Topeka Hikers and farmers squared off on Monday before a House committee over the sometimes contentious rails-to-trails issue.
Marty Nordhus, a farmer from Marshall County, said a decision by the Kansas Board of Tax Appeals could force him to pay property taxes on abandoned railway right-of-way that went through his property but had become a public trail.
Nordhus said he would then would have to sue the trail organization, which has been deeded the land, in order to get compensated for his tax bill.
"This committee is simply being asked to right an injustice," he told the House Transportation Committee.
Backing up Nordhus in support of House Bill 2735 were numerous agricultural organizations. The bill would require that land that has been "rail-banked" would be appraised and the taxes assessed on the recreational trail organization that took over the corridor.
Leslie Kaufman, with the Kansas Cooperative Council and Kansas Agribusiness Retailers Association, said it wasn't fair to tax farmers for the rail trails.
"To saddle us with the tax burden for a corridor that you have no control over or receive economic benefit from really adds insult upon injury," Kaufman said.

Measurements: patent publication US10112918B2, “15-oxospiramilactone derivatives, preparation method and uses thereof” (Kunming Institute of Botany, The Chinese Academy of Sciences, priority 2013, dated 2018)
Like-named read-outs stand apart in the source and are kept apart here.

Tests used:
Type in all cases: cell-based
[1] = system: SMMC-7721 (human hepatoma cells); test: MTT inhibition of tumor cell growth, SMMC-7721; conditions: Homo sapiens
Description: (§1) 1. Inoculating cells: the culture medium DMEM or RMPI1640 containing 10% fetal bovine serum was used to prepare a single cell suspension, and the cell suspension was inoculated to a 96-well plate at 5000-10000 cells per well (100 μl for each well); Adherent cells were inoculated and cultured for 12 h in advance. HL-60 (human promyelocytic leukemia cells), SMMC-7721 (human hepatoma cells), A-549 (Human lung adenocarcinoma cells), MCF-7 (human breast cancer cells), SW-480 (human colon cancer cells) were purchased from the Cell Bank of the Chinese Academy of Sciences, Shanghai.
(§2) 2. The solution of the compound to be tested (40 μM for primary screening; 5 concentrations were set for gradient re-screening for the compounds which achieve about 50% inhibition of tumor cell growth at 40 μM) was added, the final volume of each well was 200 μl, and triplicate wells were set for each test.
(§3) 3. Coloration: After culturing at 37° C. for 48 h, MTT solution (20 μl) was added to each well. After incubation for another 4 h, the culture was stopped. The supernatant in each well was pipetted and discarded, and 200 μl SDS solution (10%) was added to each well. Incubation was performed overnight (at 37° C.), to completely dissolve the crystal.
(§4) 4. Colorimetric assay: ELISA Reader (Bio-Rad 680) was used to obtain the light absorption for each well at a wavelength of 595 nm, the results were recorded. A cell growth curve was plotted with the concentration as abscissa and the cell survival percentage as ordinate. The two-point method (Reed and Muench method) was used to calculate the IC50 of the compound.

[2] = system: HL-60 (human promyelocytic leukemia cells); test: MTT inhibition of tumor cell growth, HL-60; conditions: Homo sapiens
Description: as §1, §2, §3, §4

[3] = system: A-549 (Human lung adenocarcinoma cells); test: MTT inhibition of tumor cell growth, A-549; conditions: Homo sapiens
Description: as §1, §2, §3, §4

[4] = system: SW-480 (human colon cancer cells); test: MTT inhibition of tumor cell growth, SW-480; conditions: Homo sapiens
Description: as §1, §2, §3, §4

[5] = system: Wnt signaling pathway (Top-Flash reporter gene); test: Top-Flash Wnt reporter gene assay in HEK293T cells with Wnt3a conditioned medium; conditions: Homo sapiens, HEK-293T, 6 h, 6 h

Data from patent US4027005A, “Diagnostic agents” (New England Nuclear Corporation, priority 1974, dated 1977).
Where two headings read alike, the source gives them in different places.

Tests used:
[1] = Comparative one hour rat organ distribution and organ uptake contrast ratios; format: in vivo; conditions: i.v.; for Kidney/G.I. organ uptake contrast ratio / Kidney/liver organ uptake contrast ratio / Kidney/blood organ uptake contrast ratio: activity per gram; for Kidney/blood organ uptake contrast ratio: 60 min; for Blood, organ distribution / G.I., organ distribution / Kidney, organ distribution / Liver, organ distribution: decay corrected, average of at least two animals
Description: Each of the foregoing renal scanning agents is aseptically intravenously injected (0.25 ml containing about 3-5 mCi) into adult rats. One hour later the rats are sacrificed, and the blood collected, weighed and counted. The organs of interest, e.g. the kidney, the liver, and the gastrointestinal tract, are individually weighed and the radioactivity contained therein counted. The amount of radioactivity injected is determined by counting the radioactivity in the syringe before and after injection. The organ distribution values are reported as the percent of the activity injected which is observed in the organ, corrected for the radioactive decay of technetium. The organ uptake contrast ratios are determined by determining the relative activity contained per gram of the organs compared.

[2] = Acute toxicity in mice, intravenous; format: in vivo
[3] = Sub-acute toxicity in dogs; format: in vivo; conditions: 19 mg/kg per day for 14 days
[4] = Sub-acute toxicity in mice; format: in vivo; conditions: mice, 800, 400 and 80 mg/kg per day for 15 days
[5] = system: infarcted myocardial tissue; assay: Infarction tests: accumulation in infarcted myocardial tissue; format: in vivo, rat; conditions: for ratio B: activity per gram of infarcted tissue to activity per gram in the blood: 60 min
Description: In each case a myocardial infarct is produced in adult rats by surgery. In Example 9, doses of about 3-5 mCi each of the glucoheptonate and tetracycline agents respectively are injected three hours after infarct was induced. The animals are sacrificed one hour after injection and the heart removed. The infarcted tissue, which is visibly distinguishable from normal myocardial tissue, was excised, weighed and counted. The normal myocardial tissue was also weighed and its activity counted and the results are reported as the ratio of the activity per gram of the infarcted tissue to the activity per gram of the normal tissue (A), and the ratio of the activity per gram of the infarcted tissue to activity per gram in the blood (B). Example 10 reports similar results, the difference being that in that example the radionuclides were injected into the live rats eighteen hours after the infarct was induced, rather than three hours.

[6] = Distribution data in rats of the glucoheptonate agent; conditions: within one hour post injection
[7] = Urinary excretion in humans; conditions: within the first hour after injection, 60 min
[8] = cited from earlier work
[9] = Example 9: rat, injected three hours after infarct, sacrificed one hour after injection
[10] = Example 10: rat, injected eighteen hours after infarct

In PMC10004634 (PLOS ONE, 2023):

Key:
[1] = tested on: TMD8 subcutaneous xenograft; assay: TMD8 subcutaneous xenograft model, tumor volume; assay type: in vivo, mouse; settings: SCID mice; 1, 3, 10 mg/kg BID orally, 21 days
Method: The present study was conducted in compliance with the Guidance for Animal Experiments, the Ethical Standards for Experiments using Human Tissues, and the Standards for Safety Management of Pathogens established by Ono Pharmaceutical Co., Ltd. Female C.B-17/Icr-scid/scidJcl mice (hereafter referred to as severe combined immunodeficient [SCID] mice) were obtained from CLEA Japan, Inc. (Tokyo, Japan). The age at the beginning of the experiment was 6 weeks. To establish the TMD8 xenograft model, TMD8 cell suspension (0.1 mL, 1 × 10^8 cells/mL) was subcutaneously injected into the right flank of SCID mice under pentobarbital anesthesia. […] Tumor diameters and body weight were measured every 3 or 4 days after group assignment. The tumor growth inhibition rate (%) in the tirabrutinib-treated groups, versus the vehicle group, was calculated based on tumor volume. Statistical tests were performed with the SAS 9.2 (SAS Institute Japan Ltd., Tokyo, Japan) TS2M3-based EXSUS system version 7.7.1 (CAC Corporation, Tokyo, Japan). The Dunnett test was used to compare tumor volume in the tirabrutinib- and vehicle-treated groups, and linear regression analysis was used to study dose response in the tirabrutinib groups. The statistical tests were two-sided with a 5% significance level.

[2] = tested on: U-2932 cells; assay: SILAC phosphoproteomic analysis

But rail-trail supporters said the agriculture groups were getting fired up over nothing. No one is paying taxes on rail trails, they said.
They agreed that landowners shouldn't have to pay taxes on the trails, and they argued the case involving Nordhus hadn't been finalized yet.
"We don't want the adjacent landowner to pay taxes," said Scott Allen, vice president of the Kanza Rail-Trails Conservancy. "We don't want to pay taxes, and that is what the status quo is right now."
Currently, he said, counties exempt the recreational trail right-of-way from property taxes or value the land at 0.The group provided an amendment to the bill that would ensure that would continue.
Doug Walker, president of the Kanza Rail-Trail Conservancy, said non-profit trail organizations shouldn't have to pay taxes on the trails because they were providing free recreational facilities for the public. KanBikeWalk also testified in favor the amendment provided by Kanza Rail-Trails Conservancy.
The committee took no action on the bill.